In the nearly 40 years since I graduated from medical school, a lot about being a doctor has changed. But one thing remains the same: the physician-patient relationship is sacred. And at the heart of that relationship is the ability to work collaboratively with patients, every day, to help them determine their best possible course of treatment.
Unfortunately, for older Americans living with Type 1 diabetes, Medicare has placed its heavy hand in the middle of this important relationship. November is Diabetes Awareness Month, a perfect time for Medicare to right a wrong.
In choosing not to cover one specific and popular insulin delivery pump, reimbursed by virtually every private insurance company, Medicare is dictating choice, rather than enabling patients to make these decisions based on their personal circumstances and the medical advice of their physician. In doing so, Medicare is creating two classes of patients: those with the means to access a unique treatment, and those who cannot.
This decision is especially troubling given that today, most patients with Type 1 diabetes have access to a wide range of treatments needed to manage their condition — a condition that requires them to find a way to provide the insulin their bodies need in order to survive. Many choose traditional portable insulin pumps, which infuse insulin under the skin continuously through a thin plastic tube to accomplish this goal, while others inject several times a day with needles.
A significant number choose OmniPod, which offers a different way of delivering insulin. This small tubeless device makes physical activities like swimming possible, which are more difficult for traditional pump users.
In refusing to cover it since it received FDA approval over 10 years ago, the Centers for Medicare and Medicaid Services (which operates the Medicare program) has given OmniPod a dubious distinction: it is the only FDA-approved insulin delivery system that Medicare patients cannot use unless they pay for it out of pocket.
As we now find in our current health care system, insurance coverage often dictates choice. It is especially true for older patients on fixed incomes who cannot afford to pay out-of-pocket for treatment — a group who are also more likely to be contending with multiple chronic conditions simultaneously. And it has long-range consequences for patients with Type 1 diabetes, as theirs is a condition which requires lifelong insulin treatment.
Medicare’s non-coverage policy decision effectively denies some of our nation’s most vulnerable citizens the ability to choose the treatment option that is right for them. Moreover, many OmniPod users who have relied on it for years while covered under private insurance are now forced to either choose an unfamiliar treatment or pay out-of-pocket when they become Medicare eligible. The scene is disturbing: imagine your parent or grandparent having to change an important medical treatment they’re comfortable with — and which keeps them alive — simply because they’ve turned 65. And this situation is not unique for this insulin delivery device; CMS likewise does not cover devices for continuous glucose monitoring with are routinely covered these days by all private insurance plans for patients with Type 1 diabetes using insulin pumps.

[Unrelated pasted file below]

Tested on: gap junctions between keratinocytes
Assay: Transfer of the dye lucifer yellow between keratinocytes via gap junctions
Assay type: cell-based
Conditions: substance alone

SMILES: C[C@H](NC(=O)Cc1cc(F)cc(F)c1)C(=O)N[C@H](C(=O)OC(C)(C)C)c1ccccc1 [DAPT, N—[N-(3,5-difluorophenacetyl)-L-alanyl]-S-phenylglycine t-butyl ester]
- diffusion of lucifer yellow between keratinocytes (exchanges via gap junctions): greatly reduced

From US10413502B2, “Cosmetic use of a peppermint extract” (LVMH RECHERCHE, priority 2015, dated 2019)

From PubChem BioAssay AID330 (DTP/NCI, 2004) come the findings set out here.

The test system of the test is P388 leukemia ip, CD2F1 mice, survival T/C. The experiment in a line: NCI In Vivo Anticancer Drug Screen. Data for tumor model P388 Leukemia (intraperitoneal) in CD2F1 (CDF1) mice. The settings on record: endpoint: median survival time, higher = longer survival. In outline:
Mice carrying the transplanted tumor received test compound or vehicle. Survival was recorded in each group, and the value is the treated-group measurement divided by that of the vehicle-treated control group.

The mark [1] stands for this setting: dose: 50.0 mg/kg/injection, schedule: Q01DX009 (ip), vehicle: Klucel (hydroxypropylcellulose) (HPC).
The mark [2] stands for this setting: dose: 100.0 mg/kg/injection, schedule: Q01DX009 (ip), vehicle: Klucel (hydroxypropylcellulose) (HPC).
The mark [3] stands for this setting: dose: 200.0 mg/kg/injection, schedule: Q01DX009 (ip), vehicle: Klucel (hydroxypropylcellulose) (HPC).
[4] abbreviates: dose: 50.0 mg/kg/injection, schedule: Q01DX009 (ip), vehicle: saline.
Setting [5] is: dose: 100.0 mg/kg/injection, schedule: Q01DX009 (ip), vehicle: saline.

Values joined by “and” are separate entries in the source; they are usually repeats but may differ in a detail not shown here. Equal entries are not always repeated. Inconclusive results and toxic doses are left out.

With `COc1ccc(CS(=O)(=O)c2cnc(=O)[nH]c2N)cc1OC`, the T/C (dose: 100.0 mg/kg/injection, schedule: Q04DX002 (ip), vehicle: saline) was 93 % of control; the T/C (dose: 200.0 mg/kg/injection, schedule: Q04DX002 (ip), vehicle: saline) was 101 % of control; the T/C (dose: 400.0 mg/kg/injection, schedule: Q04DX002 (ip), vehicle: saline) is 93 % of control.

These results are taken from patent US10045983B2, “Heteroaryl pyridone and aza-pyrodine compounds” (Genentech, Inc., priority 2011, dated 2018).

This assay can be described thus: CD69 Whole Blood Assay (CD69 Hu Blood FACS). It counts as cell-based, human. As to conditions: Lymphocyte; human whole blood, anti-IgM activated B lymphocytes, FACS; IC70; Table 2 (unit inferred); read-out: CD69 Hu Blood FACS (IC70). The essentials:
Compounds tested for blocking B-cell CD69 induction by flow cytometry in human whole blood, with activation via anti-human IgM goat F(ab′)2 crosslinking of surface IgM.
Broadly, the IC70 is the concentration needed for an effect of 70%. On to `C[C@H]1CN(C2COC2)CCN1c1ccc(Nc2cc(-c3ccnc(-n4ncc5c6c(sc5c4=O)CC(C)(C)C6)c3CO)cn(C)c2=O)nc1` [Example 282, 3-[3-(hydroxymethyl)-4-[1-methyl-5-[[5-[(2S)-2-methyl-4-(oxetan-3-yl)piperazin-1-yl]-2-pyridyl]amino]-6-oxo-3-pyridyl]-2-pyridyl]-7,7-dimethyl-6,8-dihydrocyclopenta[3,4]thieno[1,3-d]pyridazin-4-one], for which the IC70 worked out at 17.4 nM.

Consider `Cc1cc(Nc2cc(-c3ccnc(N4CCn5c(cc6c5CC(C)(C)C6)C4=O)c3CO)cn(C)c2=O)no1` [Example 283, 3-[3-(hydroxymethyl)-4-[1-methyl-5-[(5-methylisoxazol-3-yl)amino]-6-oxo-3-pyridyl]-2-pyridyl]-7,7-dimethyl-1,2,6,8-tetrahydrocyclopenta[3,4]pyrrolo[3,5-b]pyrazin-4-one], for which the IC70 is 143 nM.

Medicare policy does not make fiscal sense; over time, the cost of the OmniPod is comparable to the already-covered standard insulin pumps. Congress gave Medicare the necessary authority: The legislative history of the Part D Drug Benefit under Medicare makes it clear that Congress anticipated new technologies would emerge and intended Part D to cover any insulin delivery device not covered under Part B as durable medical equipment. Medicare coverage for OmniPod has the support of every major patient group and medical society in the diabetes community, including the American Association of Clinical Endocrinologists.
And at a time when our politics have become more and more divisive, Medicare coverage of OmniPod is the rare subject which enjoys not only bipartisan, but bicameral support. Earlier this month, Sens. Susan Collins (R-Maine) and Jeanne Shaheen (D-N.H.), co-chairs of the Senate Diabetes Caucus, wrote to CMS Acting Administrator Andy Slavitt urging quick action. This is not the first time Congress has spoken — last year Reps. Diana DeGette (D-Colo.) and Ed Whitfield (R-Ky.) who, at the time, served as co-chairs of the House Diabetes Caucus, wrote to Health and Human Services Secretary Sylvia Burwell and Slavitt with a similar plea.
As a physician, I’m daily disheartened by our government’s intrusion into the physician-patient relationship in a way that limits access to innovative and effective care. And as an advocate, I’ve met far too many Americans who are suffering as a result.
For the patients who each and every day transition to Medicare, there is not a moment to lose. Which is why it is my desire — both as a doctor and as a diabetes advocate — that CMS correct these inequities quickly.
In doing so, people living with Type 1 diabetes throughout this country would be free to make the choice that’s right for them. And for doctors, we would be able to advise, support, and treat them the best way we know how: ensuring that the physician-patient relationship is, and remains, sacred.
George Grunberger, M.D., is chairman of the Grunberger Diabetes Institute. He serves as a clinical professor of internal medicine and molecular medicine and genetics at the Wayne State University School of Medicine, professor of internal medicine at the Oakland University William Beaumont School of Medicine, and as a visiting professor of internal medicine, First Faculty of Medicine, at Charles University in Prague, Czech Republic.
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